As promised, today I’m turning the blog over to the awesome Marni Mann. I hope you’ll enjoy this as much as I did…
The front door shut and my ears followed my sister-in-law’s footsteps through the entryway, past the dining and living room, and finally stopped in the family room. I wanted to meet her at the door. My stomach wouldn’t let me. In her hand was the colorful cover, the image my team and I had discussed and manipulated for weeks, and the different shades of purple and yellow glistened in the sunlight.
She said something when she rested it on my palms. Words of congrats or how proud she was of me? I wasn’t sure. I couldn’t hear anything. The room blurred from the tears in my eyes and the fluttering in my chest matched the buzzing around me.
I took a deep breath and looked down. My name was on the bottom of the cover, the title, Memoirs Aren’t Fairytales, was on the top. My picture was on the back cover. I was holding my novel for the very first time, family who had supported this three-year journey surrounded me, and they were all getting to experience this moment too. It was Christmas Eve and the only present I’d ever wanted was the two hundred and fifty-four pages that were bound in my hands.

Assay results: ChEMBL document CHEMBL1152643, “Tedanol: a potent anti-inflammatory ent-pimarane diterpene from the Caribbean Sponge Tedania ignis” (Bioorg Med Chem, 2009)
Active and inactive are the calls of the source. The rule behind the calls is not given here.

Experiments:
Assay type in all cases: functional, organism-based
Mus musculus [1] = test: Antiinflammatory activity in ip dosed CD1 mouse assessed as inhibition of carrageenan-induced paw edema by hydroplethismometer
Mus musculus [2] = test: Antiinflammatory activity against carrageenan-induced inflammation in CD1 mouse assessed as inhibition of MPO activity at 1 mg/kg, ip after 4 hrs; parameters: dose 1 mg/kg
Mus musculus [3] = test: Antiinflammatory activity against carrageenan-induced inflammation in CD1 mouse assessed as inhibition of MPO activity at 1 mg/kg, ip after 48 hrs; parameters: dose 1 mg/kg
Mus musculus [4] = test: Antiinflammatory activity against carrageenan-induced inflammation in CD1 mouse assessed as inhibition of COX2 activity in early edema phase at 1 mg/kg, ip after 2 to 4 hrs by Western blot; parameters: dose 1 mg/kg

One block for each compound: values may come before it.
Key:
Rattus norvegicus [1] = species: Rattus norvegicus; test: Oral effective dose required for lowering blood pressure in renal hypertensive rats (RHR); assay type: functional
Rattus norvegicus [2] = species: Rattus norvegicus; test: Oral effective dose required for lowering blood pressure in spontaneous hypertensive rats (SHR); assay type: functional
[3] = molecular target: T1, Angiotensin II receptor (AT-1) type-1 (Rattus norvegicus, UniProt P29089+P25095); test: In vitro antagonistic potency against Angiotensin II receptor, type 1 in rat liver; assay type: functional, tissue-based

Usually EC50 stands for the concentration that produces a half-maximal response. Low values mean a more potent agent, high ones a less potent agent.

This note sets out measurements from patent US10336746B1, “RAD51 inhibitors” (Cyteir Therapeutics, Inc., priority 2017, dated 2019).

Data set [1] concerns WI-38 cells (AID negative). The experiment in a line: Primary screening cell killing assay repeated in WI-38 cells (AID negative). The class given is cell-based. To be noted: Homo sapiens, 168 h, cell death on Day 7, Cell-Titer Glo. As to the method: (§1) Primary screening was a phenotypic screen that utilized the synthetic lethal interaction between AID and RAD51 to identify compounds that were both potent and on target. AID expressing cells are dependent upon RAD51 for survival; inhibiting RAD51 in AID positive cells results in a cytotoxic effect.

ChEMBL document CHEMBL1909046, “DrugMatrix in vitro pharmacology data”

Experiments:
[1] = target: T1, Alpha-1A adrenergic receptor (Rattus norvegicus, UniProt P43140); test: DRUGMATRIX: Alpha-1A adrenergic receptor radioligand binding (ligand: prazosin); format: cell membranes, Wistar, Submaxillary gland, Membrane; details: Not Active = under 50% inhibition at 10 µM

My fairytale had come true.
I have addicts in my life. I’ve witnessed overdoses, rock bottom moments, the thrashing and cursing when withdrawal sets in, and the different levels of nodding out when they reach their high. I couldn’t understand why they would want to hurt me. Why they would steal, lie, make false promises, and relapse after rehab. This novel was written out of pain.
The more I researched and studied addiction, I began to understand: addiction isn’t a choice, it’s a disease. If I had believed that common misconception, there were others who believed it too. There were teenagers and young adults tempted by their friends or celebrities, who glorified this hardcore lifestyle, falsely promising the phrase, “functioning addict.” What weren’t shown enough were the consequences of their addiction.
I know I can’t change the world’s perception and make everyone believe addiction is a disease. I know I can’t convince every teenager to not try drugs. But if I can change one opinion or stop a young adult from heading towards that downward spiral, my novel is a success.